Have you ever been depressed for a period of time after mourning the loss of a loved one (or watched someone else do so) and becoming uninterested in food or hobbies that you would usually enjoy? If you answered yes, you or a loved one was experiencing poor mental health!
Even though mental health awareness is growing in Tanzania, many people are still unaware of mental health issues. Even among those who are conscious, many still believe that ‘we Africans do not have mental health problems’, that the essence of our life experiences prevents us from developing mental health, even though these life experiences have a significant impact on our mental health. And this is because of the lack of clear understanding about what mental health really is. I am here today to let you know that every human being whether mentally healthy or not has Mental health!
There is often a lot of confusion and misconceptions about what we mean when we talk about mental health. Most people immediately begin to think about mental health problems or mental illness – but this is only one side of the coin. Mental Health is not mental illness.
Mental Health (also known as mental wellbeing) is our ability to deal with daily circumstances and life. Having good mental health helps us to be resilient, allowing us to deal with difficulties. This is not to say that we will not have bad days or feel bad when anything bad happens; it just means that these are more likely to be how someone reacts to different situations, and we will manage to cope through them.
Struggling with poor mental health is when we have trouble controlling our moods and feelings, we are exhausted and unable to deal with the problems and difficulties we face. For example, you could have poor mental health if you are in a bad relationship, job searching, someone you like ghosted you, or bereavement.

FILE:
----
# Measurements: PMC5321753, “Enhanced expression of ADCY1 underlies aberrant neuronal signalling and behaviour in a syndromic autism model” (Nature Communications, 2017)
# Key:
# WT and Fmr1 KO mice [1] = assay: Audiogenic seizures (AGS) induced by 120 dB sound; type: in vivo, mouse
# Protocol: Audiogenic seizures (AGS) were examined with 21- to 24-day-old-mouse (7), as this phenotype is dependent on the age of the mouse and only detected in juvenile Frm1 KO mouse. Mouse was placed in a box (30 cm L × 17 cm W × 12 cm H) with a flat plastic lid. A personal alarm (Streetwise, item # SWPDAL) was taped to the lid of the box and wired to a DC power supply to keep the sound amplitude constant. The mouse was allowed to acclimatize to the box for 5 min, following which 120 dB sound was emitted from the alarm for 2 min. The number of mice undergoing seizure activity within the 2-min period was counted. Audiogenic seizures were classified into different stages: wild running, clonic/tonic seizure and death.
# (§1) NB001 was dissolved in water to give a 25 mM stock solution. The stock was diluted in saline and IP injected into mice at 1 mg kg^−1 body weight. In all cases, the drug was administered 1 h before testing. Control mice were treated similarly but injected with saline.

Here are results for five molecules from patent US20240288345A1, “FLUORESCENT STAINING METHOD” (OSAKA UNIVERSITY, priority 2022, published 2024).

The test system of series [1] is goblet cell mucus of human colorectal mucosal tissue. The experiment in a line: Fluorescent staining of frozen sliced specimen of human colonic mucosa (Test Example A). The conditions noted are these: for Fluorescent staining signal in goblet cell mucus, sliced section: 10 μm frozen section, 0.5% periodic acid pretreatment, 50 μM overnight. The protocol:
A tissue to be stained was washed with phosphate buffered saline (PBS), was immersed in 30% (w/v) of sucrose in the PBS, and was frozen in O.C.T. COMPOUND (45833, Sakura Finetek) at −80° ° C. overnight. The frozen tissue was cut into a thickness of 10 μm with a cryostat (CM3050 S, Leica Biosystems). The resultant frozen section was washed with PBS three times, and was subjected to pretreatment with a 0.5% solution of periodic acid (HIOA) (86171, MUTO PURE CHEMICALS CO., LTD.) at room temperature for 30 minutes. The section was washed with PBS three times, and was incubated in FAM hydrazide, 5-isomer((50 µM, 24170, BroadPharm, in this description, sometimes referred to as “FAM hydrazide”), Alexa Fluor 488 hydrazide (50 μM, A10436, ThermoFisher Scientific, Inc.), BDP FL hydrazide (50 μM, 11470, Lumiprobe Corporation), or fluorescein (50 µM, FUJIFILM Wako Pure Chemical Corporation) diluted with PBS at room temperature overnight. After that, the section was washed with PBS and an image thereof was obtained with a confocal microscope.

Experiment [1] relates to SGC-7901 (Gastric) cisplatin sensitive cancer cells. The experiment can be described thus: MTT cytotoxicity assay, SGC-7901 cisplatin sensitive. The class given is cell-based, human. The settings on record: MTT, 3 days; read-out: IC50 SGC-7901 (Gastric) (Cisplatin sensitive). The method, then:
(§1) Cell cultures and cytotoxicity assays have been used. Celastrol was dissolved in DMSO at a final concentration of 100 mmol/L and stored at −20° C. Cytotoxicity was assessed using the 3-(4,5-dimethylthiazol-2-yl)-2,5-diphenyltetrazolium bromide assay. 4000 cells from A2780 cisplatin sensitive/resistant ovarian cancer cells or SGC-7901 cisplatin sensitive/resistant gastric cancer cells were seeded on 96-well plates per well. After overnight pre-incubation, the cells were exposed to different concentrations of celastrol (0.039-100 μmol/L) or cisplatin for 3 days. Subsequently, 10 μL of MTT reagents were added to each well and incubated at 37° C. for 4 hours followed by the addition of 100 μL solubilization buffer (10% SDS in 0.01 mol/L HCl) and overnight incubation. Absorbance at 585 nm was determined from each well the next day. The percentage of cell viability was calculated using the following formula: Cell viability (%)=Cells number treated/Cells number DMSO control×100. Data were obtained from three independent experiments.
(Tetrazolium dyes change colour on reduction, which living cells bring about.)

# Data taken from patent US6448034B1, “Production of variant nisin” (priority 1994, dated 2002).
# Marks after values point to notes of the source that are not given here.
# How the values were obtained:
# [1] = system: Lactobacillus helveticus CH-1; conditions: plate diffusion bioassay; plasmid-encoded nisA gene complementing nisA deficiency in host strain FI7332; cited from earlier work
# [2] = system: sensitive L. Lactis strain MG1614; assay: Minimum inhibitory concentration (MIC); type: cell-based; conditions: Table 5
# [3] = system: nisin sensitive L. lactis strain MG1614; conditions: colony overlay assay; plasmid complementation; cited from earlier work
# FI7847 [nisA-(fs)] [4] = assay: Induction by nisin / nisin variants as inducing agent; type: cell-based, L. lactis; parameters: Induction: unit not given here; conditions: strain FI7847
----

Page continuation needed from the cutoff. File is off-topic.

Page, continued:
Mental health/Mental wellbeing is like a vertical line that goes up and down in our lives, depending on what is going on in our lives. Throughout our lives, we will all experience periods of "good" mental health and "poor mental health." When things do not go as planned, it is natural to feel nervous, anxious, or upset – everyone experiences pressure at some point in their lives.
So, what is mental illness then? …
Mental illnesses refer to a variety of disorders normally are diagnosed such as Anxiety Disorders, Depression, Bipolar, Personality Disorder, Schizophrenia, Obsessive Compulsive Disorder, Eating Disorders and so on. These affects our thoughts, behaviours and moods, are frequently linked with distress and/or problems functioning in social, family or work settings.
But here is where it gets tricky: you can be diagnosed with mental illness while still being in good mental health. This means you have been diagnosed with depression and are experiencing symptoms, but you are still in control of them. This means you can keep your mental condition under control when in treatment, which means your symptoms are well-managed and do not have a significant effect on your day-to-day life. Having a mental illness and poor mental health means that you struggle to cope. This suggests you are often depressed, unhappy, or experiencing other negative feelings, and you are unable to cope with small issues or sudden changes. This is often influenced by mental illness, making day-to-day life difficult. See image below
Saying all that mental health is not something we should be ashamed of because it is associated with mental illness, as we now are aware that mental health is something that we all have, and it is affected by our daily life experiences. And if you are having issues with your mental health, never be ashamed to seeking help. Cheers!
Disclaimer: I am not a Mental Health Expert, but I have received mental health training in the past and thought I could share some knowledge on the subject.